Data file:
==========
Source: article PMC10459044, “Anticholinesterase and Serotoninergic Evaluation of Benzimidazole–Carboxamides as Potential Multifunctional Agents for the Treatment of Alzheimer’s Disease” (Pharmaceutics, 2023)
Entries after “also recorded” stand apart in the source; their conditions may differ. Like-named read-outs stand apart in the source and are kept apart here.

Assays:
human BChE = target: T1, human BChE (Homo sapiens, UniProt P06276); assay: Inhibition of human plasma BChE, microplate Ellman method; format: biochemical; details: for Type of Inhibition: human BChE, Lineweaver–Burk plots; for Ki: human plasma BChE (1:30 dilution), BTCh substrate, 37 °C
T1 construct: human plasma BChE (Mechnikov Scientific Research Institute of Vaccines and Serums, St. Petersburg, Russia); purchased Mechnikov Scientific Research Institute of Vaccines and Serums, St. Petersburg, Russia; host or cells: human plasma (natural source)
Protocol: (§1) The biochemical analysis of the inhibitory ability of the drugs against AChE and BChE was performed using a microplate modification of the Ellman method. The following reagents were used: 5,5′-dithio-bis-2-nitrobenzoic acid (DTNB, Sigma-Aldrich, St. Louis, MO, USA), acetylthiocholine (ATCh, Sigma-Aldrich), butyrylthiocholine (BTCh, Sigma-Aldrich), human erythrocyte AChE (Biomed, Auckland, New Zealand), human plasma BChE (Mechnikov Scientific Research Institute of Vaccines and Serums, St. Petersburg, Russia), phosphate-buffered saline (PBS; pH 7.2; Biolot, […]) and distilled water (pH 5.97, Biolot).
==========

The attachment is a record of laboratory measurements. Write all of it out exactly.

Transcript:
Source: article PMC10459044, “Anticholinesterase and Serotoninergic Evaluation of Benzimidazole–Carboxamides as Potential Multifunctional Agents for the Treatment of Alzheimer’s Disease” (Pharmaceutics, 2023)
Entries after “also recorded” stand apart in the source; their conditions may differ. Like-named read-outs stand apart in the source and are kept apart here.

Assays:
human BChE = target: T1, human BChE (Homo sapiens, UniProt P06276); assay: Inhibition of human plasma BChE, microplate Ellman method; format: biochemical; details: for Type of Inhibition: human BChE, Lineweaver–Burk plots; for Ki: human plasma BChE (1:30 dilution), BTCh substrate, 37 °C
T1 construct: human plasma BChE (Mechnikov Scientific Research Institute of Vaccines and Serums, St. Petersburg, Russia); purchased Mechnikov Scientific Research Institute of Vaccines and Serums, St. Petersburg, Russia; host or cells: human plasma (natural source)
Protocol: (§1) The biochemical analysis of the inhibitory ability of the drugs against AChE and BChE was performed using a microplate modification of the Ellman method. The following reagents were used: 5,5′-dithio-bis-2-nitrobenzoic acid (DTNB, Sigma-Aldrich, St. Louis, MO, USA), acetylthiocholine (ATCh, Sigma-Aldrich), butyrylthiocholine (BTCh, Sigma-Aldrich), human erythrocyte AChE (Biomed, Auckland, New Zealand), human plasma BChE (Mechnikov Scientific Research Institute of Vaccines and Serums, St. Petersburg, Russia), phosphate-buffered saline (PBS; pH 7.2; Biolot, […]) and distilled water (pH 5.97, Biolot).